01/08/18 — Exercise Your Way to Health

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Exercise Your Way to Health

By Becky Barclay
Published in News on January 8, 2018 12:02 PM

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Regina Burston-Valley leads an exercise class. She combines lunges, a balancing exercise, with hammer curls, a strength-building exercise.

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Theresa Flynn and others in the Boom class at the Goldsboro Family Y do a dance called "the pony" with several variations that work the upper body as well as the lower body.

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Sandra Mooring dances between two lines of people during the freestyle portion of her exercise class at the Goldsboro Family Y. Instructor Regina Burston-Valley keeps the class moving for 55 minutes to help class members improve their endurance.

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Annie Brinson turns sideways so that she can stretch lower to cool down. Stretching to warm up and cool down is always a good idea in order to avoid any injuries.

Exercise is not just for bodybuilders or fitness buffs, but for anyone of any age who wants to have a healthier lifestyle.

Regina Burston-Valley, Family Y group fitness instructor and personal trainer, said exercise should really start as soon as a baby starts kicking and continue throughout life.

"As soon as they start kicking, get them excited about it and keep them moving," she said. "When they are crawling around, throw a ball and let them crawl to get it. When they can run, play ball with them."

As they get older, exercisers need to start working on correct posture when working out.

"Posture is everything with any kind of exercise," Burston-Valley said. "Roll the shoulders up, back and down for good posture."

Stretching before and after exercising is necessary.

"You always warm up first," Burston-Valley said. "You can rotate your ankles to warm them up. Even when people just walk, they don't really warm up, they just get out there and walk. Take the time to warm up. Rotate your foot. Flex and point your toes to really warm up that part of your body."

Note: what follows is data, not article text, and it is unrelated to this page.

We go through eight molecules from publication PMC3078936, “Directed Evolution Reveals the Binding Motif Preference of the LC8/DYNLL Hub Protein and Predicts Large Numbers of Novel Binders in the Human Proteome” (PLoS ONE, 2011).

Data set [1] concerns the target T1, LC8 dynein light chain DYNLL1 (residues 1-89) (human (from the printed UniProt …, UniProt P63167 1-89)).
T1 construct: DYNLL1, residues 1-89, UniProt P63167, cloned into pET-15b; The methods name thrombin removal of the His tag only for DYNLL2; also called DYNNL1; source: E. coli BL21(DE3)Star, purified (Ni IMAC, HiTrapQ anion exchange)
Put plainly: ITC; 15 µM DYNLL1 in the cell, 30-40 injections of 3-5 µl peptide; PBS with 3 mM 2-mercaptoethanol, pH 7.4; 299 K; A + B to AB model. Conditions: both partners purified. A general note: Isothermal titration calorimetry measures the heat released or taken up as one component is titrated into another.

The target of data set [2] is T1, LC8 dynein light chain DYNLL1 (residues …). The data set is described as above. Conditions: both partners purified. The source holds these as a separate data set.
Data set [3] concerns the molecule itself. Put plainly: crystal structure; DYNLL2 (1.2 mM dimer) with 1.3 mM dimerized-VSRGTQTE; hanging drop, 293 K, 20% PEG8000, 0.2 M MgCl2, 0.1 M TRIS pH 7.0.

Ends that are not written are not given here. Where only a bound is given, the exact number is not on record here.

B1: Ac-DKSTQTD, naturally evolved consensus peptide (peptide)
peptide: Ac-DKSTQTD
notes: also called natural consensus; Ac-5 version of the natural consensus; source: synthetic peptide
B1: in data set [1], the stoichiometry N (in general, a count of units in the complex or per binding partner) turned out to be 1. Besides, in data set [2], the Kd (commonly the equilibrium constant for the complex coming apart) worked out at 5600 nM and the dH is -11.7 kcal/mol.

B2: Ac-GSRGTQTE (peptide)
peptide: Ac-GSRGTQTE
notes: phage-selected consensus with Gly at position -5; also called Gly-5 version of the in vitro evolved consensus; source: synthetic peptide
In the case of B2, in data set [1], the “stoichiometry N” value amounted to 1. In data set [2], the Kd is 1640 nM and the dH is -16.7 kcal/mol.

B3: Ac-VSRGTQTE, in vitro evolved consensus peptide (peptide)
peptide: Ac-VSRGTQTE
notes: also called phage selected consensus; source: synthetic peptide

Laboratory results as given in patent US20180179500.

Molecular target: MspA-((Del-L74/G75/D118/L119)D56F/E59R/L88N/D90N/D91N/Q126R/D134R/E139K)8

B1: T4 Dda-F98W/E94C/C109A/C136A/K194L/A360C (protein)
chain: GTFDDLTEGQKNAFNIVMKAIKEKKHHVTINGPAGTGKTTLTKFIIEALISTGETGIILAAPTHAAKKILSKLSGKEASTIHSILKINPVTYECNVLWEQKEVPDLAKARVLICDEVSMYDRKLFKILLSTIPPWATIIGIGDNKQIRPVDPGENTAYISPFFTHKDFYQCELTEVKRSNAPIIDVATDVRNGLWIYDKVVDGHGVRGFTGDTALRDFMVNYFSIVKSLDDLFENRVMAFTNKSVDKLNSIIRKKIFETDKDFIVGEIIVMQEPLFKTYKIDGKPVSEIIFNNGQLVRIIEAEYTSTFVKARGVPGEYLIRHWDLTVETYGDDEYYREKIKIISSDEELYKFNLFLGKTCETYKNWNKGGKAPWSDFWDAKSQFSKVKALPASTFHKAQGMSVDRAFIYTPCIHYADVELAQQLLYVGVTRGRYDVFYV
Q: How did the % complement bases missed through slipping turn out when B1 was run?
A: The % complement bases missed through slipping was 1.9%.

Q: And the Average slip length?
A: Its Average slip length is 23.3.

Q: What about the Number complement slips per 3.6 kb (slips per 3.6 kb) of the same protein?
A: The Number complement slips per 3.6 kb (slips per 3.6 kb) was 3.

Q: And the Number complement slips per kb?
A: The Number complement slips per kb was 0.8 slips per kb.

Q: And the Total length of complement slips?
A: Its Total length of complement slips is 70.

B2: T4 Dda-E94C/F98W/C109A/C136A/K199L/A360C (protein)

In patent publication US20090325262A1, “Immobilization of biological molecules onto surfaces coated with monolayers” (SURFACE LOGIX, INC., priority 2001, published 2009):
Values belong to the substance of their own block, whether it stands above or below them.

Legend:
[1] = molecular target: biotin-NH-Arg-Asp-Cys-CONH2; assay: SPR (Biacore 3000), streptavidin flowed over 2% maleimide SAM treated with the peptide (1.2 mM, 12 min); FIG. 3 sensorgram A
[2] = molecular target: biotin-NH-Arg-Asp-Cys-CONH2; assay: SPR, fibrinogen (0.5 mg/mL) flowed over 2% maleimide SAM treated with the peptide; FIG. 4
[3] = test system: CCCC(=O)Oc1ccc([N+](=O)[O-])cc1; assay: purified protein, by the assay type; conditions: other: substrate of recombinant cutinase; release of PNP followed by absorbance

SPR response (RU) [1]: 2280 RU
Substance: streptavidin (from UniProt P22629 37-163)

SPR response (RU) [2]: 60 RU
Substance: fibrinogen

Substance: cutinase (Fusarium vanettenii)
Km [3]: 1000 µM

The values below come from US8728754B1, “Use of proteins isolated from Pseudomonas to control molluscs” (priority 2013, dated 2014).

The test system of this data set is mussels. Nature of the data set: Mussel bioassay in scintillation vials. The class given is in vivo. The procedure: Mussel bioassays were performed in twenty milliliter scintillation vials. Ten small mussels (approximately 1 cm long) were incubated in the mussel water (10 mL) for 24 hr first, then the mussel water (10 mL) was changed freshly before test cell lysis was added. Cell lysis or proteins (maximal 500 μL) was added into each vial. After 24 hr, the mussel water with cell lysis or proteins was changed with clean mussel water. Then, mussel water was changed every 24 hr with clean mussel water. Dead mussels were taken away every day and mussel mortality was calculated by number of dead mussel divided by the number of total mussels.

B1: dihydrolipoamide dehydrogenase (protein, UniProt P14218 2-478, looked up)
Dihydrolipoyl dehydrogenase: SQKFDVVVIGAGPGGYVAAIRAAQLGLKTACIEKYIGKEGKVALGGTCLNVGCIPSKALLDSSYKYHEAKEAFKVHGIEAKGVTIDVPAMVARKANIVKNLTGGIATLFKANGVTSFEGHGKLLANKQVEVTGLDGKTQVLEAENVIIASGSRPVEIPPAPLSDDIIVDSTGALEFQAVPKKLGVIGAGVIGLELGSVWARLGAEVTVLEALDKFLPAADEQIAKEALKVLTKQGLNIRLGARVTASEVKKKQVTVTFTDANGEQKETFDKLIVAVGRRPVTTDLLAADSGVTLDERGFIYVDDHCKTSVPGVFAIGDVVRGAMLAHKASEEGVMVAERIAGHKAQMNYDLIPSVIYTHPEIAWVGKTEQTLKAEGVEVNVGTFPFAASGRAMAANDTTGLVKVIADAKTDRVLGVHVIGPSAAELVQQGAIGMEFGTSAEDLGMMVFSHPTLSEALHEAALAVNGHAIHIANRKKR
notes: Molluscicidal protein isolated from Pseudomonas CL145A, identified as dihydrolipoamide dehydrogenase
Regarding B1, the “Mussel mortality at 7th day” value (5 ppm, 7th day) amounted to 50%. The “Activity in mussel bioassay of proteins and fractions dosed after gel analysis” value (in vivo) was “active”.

You can also pull your arms down in back of you, pulling the shoulders back for a good stretch.

Flexibility exercises are another important part of any fitness routine.

"For flexibility, we often use yoga exercises such as cat/cow, child pose, gluteal pose, along with stretches for the chest, upper arm, back, thighs, lower back and torso," Burston-Valley said.

"We work against resistance using muscle groups to develop strength and endurance. At the Y, we use different weight machines, hand weights, various balls, resistance tubes, bands and bars, body weight and more. However, at home, one can use water bottles, can goods and body weight for resistance."

Burston-Valley said when she trains a client, she has the client perform more repetitions with lighter weights to build endurance. To improve muscle strength, she has the client perform less repetitions with more weight.

"I like to have the client use light, mid and heavy weights, which is called a pyramid, to increase endurance and strength," she said.

Balance training is another important part of exercising.

"As we get older, we're falling, tripping and stumbling a lot," Burston-Valley said. "We are all getting older and some are going through operations and can't keep our balance. It helps build strength in the legs so we can stay on our feet."